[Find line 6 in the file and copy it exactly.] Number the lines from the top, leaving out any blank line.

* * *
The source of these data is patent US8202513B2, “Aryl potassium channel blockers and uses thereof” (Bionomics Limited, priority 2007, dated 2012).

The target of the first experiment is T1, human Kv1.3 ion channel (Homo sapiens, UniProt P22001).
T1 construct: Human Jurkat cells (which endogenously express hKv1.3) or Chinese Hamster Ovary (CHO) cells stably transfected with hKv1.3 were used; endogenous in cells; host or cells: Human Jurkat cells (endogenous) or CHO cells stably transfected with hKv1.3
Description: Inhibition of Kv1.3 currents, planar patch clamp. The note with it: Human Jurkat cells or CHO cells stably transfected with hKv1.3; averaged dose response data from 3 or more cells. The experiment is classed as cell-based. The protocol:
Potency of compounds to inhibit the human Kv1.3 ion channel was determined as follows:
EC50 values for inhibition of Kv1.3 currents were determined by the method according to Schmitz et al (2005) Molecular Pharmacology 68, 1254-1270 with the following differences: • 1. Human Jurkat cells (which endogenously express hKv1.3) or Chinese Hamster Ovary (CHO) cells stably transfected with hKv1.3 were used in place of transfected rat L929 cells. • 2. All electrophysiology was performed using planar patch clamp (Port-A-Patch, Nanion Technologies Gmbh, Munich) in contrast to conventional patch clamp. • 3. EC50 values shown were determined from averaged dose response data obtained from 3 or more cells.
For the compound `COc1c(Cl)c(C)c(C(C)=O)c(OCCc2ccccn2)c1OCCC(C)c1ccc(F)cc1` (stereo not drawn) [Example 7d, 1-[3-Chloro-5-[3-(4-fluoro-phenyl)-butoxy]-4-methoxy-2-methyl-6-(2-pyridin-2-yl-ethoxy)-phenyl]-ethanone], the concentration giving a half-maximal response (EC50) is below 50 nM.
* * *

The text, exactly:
EC50 values for inhibition of Kv1.3 currents were determined by the method according to Schmitz et al (2005) Molecular Pharmacology 68, 1254-1270 with the following differences: • 1. Human Jurkat cells (which endogenously express hKv1.3) or Chinese Hamster Ovary (CHO) cells stably transfected with hKv1.3 were used in place of transfected rat L929 cells. • 2. All electrophysiology was performed using planar patch clamp (Port-A-Patch, Nanion Technologies Gmbh, Munich) in contrast to conventional patch clamp. • 3. EC50 values shown were determined from averaged dose response data obtained from 3 or more cells.